When an employee of one race is treated differently that similarly situated employees of another race, the employee files a race discrimination complaint and is ultimately terminated, an employee has claims for both race discrimination and retaliation for engaging in protected activity. These claims are illustrated in a recent case, Childress v. Colvin, 2014 U. S. Dist. Lexis 25878 (E. D. Pa. February 28, 2014)(Jones, J.), where the Plaintiff employee was employed for 11 years by the Social Security Administration as a computer specialist and web developer and was the only African-American employee on her assigned team throughout her employment. Initially, the employee excelled and received a number of awards and was selected to participate in a regional management development program, a course developed to identify potential management candidates and develop employees for advancement. After the employee accepted the opportunity and participated in 14 months of training, she returned to her job and received a satisfactory job performance review, however, 6 weeks later she received a performance improvement plan without any notice or warning. The employee then complained to an Equal Employment Officer, participated in alternative dispute resolution, and then filed a formal complaint which was later settled. The employee’s supervisor then resigned and the employee alleged that the new supervisor began an intense campaign intending to evict the employee from her position by giving her difficult work assignments with arduous deadlines not given to Caucasian employees; and denying her the best and most visible work projects, instead giving the projects to Caucasian employees. The employee then filed another complaint but she continued to be treated poorly, receiving reprimands for minor issues, while Caucasian employees received no such treatment. The employee made several requests for a transfer, but her requests were denied without explanation, even though she was qualified for the open positions while Caucasian employees and those who had not filed complaints submitted similar requests were granted transfers during the same time period that the employee applied for open positions. The employee also alleged that she was denied core training, which was nonetheless offered to at least 6 Caucasian employees. In Childress, the employee was ultimately terminated and she filed claims for race discrimination, hostile work environment claim, and retaliation for engaging in protected activity.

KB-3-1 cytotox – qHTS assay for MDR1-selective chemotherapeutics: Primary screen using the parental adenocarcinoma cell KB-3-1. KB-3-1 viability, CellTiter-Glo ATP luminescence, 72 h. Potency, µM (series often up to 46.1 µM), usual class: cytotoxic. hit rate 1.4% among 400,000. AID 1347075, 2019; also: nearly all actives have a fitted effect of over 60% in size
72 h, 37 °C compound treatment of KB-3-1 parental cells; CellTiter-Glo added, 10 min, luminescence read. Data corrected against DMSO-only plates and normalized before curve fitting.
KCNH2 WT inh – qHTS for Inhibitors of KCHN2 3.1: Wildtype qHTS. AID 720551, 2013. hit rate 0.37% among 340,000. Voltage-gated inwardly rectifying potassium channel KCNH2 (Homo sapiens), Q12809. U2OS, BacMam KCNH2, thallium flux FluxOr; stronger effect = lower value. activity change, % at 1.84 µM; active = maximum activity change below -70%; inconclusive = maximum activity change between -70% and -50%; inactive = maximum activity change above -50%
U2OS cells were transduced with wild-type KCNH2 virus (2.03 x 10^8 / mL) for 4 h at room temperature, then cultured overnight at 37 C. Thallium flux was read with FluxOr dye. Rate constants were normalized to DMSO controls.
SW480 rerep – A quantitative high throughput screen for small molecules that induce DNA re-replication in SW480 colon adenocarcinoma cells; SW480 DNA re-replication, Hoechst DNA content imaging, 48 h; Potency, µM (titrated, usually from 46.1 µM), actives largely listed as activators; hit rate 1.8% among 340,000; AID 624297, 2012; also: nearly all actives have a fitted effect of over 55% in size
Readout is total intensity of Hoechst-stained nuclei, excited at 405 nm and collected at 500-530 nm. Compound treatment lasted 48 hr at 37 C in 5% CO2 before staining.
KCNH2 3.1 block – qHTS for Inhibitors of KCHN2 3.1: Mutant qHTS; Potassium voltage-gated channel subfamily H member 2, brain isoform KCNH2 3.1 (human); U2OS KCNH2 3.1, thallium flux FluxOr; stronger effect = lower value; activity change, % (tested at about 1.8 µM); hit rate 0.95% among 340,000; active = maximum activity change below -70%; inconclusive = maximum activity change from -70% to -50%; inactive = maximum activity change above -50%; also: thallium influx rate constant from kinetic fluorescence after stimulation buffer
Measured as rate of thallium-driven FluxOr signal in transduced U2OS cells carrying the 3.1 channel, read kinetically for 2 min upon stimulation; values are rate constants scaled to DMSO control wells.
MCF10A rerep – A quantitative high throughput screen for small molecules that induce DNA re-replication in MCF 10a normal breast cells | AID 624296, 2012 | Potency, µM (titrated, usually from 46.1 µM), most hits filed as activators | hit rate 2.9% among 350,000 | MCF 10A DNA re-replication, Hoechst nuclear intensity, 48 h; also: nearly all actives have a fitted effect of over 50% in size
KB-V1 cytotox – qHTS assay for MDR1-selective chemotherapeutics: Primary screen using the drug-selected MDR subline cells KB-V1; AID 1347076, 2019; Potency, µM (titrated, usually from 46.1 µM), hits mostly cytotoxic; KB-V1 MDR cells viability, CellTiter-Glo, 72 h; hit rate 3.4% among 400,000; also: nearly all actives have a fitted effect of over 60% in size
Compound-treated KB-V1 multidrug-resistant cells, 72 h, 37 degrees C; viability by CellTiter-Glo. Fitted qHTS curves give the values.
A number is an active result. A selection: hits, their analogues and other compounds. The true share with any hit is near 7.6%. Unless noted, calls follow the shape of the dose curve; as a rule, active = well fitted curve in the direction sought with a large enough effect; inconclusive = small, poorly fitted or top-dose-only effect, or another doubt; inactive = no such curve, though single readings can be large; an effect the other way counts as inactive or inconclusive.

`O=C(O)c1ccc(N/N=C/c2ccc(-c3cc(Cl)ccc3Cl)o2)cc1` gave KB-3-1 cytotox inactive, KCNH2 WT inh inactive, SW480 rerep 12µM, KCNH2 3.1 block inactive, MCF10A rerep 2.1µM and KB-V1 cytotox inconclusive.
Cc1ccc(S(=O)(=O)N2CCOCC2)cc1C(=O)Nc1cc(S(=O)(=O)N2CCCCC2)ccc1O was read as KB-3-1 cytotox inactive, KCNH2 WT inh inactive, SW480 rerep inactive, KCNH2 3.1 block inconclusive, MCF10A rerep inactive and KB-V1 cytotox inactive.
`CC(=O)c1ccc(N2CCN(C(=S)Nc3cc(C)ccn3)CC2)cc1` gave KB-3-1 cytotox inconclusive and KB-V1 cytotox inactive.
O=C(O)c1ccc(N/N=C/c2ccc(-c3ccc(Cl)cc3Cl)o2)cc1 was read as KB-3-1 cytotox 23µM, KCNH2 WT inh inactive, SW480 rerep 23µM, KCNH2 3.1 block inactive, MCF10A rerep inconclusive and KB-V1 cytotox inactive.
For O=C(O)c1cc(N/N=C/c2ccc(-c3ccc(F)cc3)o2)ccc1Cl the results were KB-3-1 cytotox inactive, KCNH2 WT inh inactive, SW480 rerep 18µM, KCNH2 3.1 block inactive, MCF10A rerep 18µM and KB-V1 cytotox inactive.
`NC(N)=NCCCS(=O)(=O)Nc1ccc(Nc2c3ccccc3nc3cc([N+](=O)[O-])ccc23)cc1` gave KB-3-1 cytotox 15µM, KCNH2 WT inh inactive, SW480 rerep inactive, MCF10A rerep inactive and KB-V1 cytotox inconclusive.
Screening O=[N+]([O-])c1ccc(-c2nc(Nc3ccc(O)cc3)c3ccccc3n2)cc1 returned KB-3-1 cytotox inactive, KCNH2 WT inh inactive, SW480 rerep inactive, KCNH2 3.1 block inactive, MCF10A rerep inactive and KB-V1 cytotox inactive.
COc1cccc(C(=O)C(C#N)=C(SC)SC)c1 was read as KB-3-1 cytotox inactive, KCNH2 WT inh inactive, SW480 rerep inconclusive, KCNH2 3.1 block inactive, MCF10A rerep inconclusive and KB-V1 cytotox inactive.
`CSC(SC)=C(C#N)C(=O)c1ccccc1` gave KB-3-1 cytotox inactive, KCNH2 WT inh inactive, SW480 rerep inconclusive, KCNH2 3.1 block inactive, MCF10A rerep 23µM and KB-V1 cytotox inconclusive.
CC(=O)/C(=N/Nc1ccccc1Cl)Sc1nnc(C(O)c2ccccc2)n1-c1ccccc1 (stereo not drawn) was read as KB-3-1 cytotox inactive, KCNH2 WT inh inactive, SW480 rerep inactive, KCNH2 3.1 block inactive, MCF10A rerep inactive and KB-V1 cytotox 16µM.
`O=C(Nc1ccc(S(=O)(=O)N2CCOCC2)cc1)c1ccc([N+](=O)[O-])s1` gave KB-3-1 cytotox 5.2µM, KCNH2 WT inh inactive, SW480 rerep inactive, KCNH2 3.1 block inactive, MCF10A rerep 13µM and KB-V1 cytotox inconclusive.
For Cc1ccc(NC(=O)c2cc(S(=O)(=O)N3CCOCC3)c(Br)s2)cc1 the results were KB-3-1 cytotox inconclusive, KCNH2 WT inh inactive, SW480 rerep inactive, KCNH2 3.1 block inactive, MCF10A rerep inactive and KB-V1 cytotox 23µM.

To state a claim for racial discrimination under federal law, a plaintiff employee must establish that (1) she is a member of a protected class; (2) she was qualified for the position she held or sought; (3) she suffered an adverse employment action; and (4) similarly situated employees who are not members of the protected class were treated more favorably, or that the circumstances of an employee’s termination give rise to an inference of discriminate Applying this standard in Childress, the Court found that the Plaintiff employee could proceed with her race discrimination claim because she made numerous allegations indicating that she was treated less favorably than similarly situated Caucasian employees during a 5 year period which raises a plausible inference of a pattern of discrimination spanning more than 5 years.